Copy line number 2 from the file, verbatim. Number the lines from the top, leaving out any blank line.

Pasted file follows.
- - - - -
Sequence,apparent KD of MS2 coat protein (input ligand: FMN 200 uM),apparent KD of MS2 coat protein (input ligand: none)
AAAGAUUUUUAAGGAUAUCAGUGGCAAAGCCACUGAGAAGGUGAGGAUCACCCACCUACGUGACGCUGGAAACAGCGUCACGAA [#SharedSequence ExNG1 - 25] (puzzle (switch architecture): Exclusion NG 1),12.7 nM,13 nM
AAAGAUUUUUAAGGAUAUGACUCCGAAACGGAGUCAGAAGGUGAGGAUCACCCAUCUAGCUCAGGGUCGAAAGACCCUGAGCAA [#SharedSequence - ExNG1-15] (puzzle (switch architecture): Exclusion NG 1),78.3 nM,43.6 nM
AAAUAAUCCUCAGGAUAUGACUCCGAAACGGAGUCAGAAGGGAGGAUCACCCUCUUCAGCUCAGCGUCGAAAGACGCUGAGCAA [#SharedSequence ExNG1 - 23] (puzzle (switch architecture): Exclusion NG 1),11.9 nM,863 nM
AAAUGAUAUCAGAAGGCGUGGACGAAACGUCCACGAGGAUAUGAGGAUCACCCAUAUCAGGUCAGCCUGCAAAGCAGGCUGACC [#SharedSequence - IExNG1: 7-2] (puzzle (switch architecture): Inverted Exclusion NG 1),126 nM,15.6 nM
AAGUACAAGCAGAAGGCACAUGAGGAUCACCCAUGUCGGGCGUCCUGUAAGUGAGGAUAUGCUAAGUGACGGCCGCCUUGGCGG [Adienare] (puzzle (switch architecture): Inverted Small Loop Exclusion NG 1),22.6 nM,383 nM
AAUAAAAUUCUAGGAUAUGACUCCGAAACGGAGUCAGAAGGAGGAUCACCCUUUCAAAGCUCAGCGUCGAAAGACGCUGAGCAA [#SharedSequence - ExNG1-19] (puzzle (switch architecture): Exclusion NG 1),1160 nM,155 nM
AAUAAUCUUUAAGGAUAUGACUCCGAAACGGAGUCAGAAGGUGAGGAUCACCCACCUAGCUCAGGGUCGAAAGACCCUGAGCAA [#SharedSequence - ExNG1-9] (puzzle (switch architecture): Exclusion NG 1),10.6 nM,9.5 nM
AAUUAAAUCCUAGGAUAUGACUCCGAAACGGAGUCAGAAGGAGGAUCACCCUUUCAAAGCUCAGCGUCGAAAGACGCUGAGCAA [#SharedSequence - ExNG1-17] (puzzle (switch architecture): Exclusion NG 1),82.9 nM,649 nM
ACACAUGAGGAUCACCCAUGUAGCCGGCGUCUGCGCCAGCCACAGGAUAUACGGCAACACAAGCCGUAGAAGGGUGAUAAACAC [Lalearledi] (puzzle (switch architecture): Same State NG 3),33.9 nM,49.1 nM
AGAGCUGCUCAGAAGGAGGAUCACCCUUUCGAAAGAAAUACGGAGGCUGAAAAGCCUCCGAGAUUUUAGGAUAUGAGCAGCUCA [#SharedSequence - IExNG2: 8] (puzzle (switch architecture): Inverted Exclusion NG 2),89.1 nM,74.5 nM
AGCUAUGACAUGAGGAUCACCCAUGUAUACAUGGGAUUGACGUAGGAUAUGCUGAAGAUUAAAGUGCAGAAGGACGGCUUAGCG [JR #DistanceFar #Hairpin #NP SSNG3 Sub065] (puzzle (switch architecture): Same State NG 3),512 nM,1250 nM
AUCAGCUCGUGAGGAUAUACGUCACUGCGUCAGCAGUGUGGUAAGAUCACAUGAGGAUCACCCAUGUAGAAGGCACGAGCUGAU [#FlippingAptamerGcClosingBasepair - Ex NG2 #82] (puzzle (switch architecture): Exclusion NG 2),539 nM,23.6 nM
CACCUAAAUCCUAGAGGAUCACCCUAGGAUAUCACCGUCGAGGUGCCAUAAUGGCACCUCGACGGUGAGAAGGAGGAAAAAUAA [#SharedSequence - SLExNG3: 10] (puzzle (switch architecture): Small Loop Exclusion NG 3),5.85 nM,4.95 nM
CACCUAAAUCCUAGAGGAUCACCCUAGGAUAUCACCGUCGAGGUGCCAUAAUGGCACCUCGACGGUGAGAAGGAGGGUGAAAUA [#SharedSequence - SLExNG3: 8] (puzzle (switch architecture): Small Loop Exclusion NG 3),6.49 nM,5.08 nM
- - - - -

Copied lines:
AAAGAUUUUUAAGGAUAUCAGUGGCAAAGCCACUGAGAAGGUGAGGAUCACCCACCUACGUGACGCUGGAAACAGCGUCACGAA [#SharedSequence ExNG1 - 25] (puzzle (switch architecture): Exclusion NG 1),12.7 nM,13 nM